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December 16, 2010 | 12:00 a.m. CST
The Amish stretch across 28 states and into Ontario, Canada. Missouri has the seventh largest population of Amish with 38 settlements and 81 church districts, which amounts to a total of 9,475 Amish residents. Within Missouri, however, there is a difference among communities. Jamesport, arguably the most well-known town with an Amish community, has an established tourism industry, including a website and guided tours through the community.Related Articles
Missouri’s Amish are not a dying relic; more than half of the 38 settlements in Missouri have been established since 2000. The Young Center for Anabaptist and Pietist Studies, an academic organization that provides information on Amish life and culture, cites six reasons for the rapid growth in Amish populations: fertile farmland at reasonable prices; nonfarm work in specialized occupations; rural isolation that supports their traditional, family-based lifestyle; social and physical environments conducive to their way of life; proximity to family or other similar Amish church groups; and the need to resolve church or leadership conflicts.
“Amish” is a term that non-Amish people use to refer to the language, religion or culture of the Amish population. The population speaks a German dialect known as Pennsylvania Dutch but learn English as well. Both are spoken in Amish country. “English” is a term Amish use to describe all non-Amish. English is used because it simply is the spoken language of the non-Amish community.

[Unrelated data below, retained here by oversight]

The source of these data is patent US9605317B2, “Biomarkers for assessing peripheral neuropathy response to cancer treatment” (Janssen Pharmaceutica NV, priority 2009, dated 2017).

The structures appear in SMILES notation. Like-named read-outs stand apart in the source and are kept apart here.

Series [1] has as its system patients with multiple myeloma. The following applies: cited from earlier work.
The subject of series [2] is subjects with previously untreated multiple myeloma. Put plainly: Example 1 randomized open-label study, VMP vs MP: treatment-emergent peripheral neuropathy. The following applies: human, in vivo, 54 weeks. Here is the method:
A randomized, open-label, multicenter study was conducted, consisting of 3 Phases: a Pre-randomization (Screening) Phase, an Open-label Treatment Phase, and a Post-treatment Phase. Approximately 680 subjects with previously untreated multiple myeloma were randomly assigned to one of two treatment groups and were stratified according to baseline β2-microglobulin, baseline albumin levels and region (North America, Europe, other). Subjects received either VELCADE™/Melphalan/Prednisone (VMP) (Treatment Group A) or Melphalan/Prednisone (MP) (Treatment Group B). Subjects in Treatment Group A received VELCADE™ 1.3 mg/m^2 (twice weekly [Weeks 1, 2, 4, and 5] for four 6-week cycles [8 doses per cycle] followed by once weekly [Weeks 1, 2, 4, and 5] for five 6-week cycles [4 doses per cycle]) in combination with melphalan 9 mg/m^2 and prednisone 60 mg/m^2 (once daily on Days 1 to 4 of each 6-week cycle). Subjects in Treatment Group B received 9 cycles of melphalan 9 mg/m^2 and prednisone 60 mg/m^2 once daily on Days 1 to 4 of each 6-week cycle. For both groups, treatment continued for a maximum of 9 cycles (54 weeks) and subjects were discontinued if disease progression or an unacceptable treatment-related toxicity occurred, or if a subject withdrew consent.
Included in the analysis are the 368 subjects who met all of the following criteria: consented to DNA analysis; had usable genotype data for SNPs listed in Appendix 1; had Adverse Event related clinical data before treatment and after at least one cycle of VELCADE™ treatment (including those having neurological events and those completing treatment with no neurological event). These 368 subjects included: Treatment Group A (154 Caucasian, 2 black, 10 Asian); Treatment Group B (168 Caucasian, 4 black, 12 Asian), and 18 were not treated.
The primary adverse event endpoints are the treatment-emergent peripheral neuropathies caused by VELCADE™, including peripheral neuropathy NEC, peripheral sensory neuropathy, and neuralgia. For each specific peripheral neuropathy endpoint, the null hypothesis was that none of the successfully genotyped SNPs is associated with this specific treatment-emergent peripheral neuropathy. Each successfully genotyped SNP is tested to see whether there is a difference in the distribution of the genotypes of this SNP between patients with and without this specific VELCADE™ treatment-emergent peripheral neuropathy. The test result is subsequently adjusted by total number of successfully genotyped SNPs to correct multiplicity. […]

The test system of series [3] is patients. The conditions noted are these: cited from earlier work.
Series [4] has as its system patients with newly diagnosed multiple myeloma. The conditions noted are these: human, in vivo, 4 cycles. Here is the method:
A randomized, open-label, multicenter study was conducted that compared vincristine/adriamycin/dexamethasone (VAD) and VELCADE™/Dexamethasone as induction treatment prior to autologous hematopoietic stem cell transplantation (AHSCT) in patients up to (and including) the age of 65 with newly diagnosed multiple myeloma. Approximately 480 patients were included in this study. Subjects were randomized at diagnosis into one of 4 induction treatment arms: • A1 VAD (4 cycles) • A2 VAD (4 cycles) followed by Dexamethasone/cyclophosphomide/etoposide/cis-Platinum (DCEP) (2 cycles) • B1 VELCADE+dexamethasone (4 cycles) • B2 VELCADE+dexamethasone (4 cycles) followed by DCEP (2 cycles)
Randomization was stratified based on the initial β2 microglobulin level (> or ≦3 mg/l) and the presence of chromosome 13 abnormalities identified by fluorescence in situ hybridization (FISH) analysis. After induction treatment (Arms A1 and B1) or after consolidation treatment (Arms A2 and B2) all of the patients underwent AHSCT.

Amish and Mennonites are similar in many aspects. Mennonite is a sect of Amish people who live through their religious teachings but are more liberal concerning shunning and other practices.
Amish children attend Amish schools until ninth grade and then begin working for their family. Amish youth, approximately 18 or 19 years old, attend services on Sunday nights to meet other Amish and to begin dating. Amish tend to have more children, between six and seven kids, than non-Amish families. Sundays are usually spent attending church and spending time with family.
Ordnung, or “order,” is a German term that refers to a community’s set of rules. Rumspringa, or “running around,” is practiced by many Amish communities but not in Clark. Rumspringa is a time for young people to explore the English community. It is seen more often in liberal and Eastern communities. Meidung, or “shunning,” is an order in which Amish cannot eat, worship or sometimes even speak with ex-Amish. Severity of shunning can differ for every community and every household.
Technology is not used in Clark and many other Old Order Amish communities. Some communities might allow gas engines and battery-powered buggy lights while others won’t allow technology whatsoever. Economic factors can also affect an Amish community’s technology policy.